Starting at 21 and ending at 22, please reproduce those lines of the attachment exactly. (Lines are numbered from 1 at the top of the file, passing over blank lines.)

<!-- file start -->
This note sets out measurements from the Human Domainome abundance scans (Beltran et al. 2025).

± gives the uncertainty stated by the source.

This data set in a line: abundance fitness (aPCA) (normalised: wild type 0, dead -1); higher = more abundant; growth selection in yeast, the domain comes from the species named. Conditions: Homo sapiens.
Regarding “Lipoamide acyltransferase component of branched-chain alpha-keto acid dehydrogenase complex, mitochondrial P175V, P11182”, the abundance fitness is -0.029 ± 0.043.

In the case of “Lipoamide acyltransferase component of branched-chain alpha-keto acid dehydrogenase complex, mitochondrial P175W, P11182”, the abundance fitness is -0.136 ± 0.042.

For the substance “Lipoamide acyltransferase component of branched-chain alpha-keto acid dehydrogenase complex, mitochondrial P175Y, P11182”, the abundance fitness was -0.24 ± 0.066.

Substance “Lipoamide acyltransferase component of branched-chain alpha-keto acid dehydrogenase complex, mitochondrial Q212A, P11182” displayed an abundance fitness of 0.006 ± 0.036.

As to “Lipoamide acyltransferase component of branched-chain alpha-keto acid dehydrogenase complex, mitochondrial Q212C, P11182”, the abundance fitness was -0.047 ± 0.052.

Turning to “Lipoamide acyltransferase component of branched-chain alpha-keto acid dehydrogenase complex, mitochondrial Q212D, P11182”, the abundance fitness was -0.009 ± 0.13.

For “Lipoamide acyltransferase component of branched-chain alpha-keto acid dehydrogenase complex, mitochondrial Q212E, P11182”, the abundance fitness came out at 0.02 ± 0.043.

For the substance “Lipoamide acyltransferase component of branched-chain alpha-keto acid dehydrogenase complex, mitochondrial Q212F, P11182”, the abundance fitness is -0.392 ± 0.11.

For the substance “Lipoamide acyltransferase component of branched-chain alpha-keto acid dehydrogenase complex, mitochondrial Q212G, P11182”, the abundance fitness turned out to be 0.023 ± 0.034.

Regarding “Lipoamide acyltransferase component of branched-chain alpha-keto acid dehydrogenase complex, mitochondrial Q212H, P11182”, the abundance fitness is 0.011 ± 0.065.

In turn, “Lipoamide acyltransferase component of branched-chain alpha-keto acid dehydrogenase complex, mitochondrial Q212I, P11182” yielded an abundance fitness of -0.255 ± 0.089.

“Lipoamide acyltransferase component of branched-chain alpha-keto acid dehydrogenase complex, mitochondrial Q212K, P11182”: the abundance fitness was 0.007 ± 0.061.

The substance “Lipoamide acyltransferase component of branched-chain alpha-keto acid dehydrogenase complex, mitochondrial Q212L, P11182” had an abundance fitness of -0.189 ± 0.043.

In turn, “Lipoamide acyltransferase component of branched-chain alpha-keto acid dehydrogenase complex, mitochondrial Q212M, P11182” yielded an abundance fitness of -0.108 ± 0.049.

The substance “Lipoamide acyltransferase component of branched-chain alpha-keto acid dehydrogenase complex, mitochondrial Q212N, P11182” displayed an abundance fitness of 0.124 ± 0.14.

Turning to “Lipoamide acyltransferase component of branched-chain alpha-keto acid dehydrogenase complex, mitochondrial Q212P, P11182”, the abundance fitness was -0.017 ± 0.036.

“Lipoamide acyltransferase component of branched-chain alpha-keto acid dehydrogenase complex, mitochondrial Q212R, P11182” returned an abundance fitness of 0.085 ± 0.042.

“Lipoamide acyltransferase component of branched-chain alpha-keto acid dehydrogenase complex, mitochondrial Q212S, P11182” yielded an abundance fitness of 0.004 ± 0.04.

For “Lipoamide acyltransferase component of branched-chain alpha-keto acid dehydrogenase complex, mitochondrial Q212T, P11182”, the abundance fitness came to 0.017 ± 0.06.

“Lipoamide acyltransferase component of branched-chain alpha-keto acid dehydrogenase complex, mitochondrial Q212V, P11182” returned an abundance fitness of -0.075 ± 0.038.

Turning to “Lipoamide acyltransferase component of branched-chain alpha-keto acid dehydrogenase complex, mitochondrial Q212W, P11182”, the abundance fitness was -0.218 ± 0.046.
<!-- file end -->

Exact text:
“Lipoamide acyltransferase component of branched-chain alpha-keto acid dehydrogenase complex, mitochondrial Q212S, P11182” yielded an abundance fitness of 0.004 ± 0.04.

For “Lipoamide acyltransferase component of branched-chain alpha-keto acid dehydrogenase complex, mitochondrial Q212T, P11182”, the abundance fitness came to 0.017 ± 0.06.